The Gerrit Cole saga has ended. Late Tuesday night, Jon Heyman announced that the ace has signed a 9-year, $324-million deal with the New York Yankees, crushing the highest AAV for a pitcher in MLB history, set earlier in the week by Stephen Strasburg.
The Yankees have been fascinated with the 29-year-old for years, dating back to when they handed him a blank check after drafting him with the 28th pick in 2008. He declined, electing to spend his next three years at UCLA before being picked #1 overall by the Pittsburgh Pirates. The Yankees were also in talks to acquire Cole from Pittsburgh Cole a few offseasons ago, but they weren’t willing to meet the steep price, and he ended up being moved to the Houston Astros, and the rest, as they say, is history.
Before the move to Houston, Cole’s talents were well-known. In five years in Pittsburgh, Cole pitched to a 3.50 ERA, 3.27 FIP, and 3.47 xFIP, with a solid 16.4% K-BB%. After the 2017 season, the Pirates began shopping the right-hander. If they had known what they were about to give up, they would’ve laughed Astros GM Jeff Luhnow off the phone when he offered Joe Musgrove, Colin Moran, Michael Feliz, and Jason Martin. Instead, the Pirates accepted, and shipped Cole off to Houston. With the help of Brett Strohm and the rest of the unbelievable Astros pitching staff, Cole found something. Whatever it was, saw a 100-200 RPM increase in the spin rate of almost all of Cole’s pitches between 2017 and 2018 and a slighter increase between 2018 and 2019. An increasingly effective arsenal meant everything for Cole, as he put up uncanny numbers in his last two seasons in Houston. After an amazing first year, Cole rose to another level in 2019. Cole pitched to a 2.50 ERA, 2.64 FIP, 2.48 xFIP, 2.62 SIERA, and a 7.4 fWAR, ranking first in each of the categories besides ERA and FIP, where he placed third and second, respectively. With all that, Cole’s 34.0% K-BB% in 2019 is the highest ever recorded, dating back to 1916. Also, Cole earned a victory in 19 straight decisions, including the playoffs, with the streak ending in Game One of the World Series, and a strikeout total in the double digits in 11 consecutive starts, including his two ALDS masterpieces against the Rays. Dominant doesn’t even begin to describe Gerrit Cole in 2019, and it couldn’t have come at a better time for him.
The bidding war for Cole was spotlighted by two main buyers: the Yankees and the Los Angeles Angels. With the go-ahead from Hal Steinbrenner to do whatever it takes to reel in the 6’4 righty, Yankees general manager Brian Cashman got Gerrit Cole to sign on the dotted line. Cole’s contract absolutely demolished the record-setting seven-year, $245-million contract handed to fellow free agent starter Stephen Strasburg earlier in the week. It is just the fifth contract in MLB history to exceed $300-million, and the first for a pitcher. It also matches the most average annual value (AAV) in the history of baseball with Mike Trout‘s $35.8-million.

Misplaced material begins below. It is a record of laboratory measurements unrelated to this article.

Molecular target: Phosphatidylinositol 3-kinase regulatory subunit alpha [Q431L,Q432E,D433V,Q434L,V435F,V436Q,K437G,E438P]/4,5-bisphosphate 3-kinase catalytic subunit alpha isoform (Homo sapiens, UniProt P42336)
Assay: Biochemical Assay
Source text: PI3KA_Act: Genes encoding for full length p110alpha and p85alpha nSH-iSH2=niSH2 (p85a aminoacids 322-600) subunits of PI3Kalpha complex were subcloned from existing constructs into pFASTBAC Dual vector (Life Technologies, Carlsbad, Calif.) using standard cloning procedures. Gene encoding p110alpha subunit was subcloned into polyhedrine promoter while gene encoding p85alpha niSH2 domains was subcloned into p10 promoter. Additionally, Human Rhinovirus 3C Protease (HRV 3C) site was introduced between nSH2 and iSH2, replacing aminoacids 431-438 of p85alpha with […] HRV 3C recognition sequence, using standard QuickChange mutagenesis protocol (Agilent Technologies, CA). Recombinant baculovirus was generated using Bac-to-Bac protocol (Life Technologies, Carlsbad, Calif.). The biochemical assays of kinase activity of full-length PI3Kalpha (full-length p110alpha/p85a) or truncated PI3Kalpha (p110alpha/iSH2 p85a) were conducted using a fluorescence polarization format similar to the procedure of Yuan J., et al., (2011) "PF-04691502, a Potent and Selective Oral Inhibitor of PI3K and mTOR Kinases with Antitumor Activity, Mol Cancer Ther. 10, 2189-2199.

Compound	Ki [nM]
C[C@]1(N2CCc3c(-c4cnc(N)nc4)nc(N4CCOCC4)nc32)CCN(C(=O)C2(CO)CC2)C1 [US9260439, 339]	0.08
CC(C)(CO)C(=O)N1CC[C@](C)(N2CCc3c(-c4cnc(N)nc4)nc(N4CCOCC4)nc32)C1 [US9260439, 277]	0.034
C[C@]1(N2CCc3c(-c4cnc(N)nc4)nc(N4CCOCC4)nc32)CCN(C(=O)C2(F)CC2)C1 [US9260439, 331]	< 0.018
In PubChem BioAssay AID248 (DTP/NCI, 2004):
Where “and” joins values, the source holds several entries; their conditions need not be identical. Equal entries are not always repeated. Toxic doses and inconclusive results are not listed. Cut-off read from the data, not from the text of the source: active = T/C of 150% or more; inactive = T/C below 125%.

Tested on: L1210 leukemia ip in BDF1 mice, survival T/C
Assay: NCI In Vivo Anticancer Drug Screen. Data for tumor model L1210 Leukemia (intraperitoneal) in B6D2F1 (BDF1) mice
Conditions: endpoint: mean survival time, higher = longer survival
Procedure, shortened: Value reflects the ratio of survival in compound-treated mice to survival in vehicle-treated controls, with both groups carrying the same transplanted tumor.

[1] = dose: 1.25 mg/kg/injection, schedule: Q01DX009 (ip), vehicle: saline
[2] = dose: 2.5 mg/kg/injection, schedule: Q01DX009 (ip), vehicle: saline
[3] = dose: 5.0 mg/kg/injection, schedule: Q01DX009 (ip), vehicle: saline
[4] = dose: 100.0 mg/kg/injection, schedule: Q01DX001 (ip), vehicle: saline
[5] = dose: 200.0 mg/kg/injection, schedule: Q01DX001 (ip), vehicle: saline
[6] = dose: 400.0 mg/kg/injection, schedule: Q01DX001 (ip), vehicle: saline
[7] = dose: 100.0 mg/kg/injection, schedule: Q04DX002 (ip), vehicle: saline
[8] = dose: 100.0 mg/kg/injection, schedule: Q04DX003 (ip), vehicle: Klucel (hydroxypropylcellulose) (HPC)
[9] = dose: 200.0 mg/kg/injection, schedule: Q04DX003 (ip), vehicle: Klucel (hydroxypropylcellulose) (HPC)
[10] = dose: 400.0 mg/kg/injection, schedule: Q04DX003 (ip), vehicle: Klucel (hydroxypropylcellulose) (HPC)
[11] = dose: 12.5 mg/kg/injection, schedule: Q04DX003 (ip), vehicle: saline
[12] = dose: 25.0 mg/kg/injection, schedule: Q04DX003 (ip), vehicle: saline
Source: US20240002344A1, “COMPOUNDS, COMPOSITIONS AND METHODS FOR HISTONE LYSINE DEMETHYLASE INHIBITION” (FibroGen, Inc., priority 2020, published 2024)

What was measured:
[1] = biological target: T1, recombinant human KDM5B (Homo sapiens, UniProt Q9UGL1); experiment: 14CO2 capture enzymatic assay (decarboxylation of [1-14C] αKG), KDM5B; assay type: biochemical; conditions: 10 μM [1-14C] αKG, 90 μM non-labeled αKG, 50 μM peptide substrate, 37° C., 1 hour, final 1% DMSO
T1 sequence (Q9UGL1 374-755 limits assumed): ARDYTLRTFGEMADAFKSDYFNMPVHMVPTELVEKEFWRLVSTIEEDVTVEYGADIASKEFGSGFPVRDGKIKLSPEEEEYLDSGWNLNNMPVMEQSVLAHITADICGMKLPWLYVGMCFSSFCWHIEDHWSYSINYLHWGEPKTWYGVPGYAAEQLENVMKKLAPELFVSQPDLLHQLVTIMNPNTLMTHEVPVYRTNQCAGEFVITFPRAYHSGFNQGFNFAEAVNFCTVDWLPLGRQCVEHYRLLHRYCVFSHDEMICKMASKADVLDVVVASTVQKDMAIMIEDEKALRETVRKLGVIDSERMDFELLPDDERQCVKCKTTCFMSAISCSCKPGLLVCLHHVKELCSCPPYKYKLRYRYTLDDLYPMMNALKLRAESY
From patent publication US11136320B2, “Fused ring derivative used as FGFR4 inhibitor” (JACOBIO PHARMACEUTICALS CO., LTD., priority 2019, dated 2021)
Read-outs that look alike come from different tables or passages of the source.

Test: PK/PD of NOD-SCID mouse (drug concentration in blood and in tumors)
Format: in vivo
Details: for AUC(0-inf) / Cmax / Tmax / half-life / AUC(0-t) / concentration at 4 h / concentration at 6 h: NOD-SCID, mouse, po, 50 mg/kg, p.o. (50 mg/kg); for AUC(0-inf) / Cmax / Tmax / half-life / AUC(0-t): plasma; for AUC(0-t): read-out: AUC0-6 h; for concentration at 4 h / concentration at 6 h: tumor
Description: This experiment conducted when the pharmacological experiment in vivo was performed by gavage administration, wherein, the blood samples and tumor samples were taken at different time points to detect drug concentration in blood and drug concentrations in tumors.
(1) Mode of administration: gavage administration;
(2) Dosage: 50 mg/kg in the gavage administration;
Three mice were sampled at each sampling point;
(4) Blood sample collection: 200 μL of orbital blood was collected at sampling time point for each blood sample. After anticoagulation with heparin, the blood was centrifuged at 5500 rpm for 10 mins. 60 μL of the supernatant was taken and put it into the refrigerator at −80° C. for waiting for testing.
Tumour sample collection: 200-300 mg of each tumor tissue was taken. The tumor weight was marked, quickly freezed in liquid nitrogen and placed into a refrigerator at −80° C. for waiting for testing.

Signing Cole takes the Yankees from contender to favorite. A rotation already led by perennial ace Luis Severino, stud James Paxton, and postseason king Masahiro Tanaka will add a top-two pitcher in baseball into the fold. Insert that with a star-studded bullpen and one of the best offenses in the league, and the Yankees are without a doubt the team to beat entering next season.
So what comes next for the Bombers? With the Cole signing bursting through the luxury tax, the Yankees could look for some low budget moves in rounding out the rest of their 26-man roster. Austin Romine, Dellin Betances and Brett Gardner are all free agents, and the Yankees could look to bring back all of them on lower-end deals. If they are unable, replacements for all are either ready in-house, or available on the market, as Romine and Gardner will most likely play bench roles if they return to The Bronx. After declining the option on Edwin Encarnacion, the Yankees are still in need of one more bat to finish off a stacked lineup. There are a lot of options out there, read here to see how the Yankees could finish off the offseason.
For teams like the Angels, Los Angeles Dodgers, Philadelphia Phillies, and Minnesota Twins who missed out on Cole but still need rotational help, Hyun Jin-Ryu, Dallas Keuchel, and Madison Bumgarner, are just a few of the many solid starters on the market.
After a short saga, we now know that, for the next nine years, Gerrit Cole will call Yankee Stadium home. The Cole signing no doubt puts the Yankees at the top of the power rankings entering next year, but by no means guarantees anything. All I know is that it’s going to be a fun 2020 season for Yankee fans, who are searching for victory in the last game of the season for the first time in a decade.
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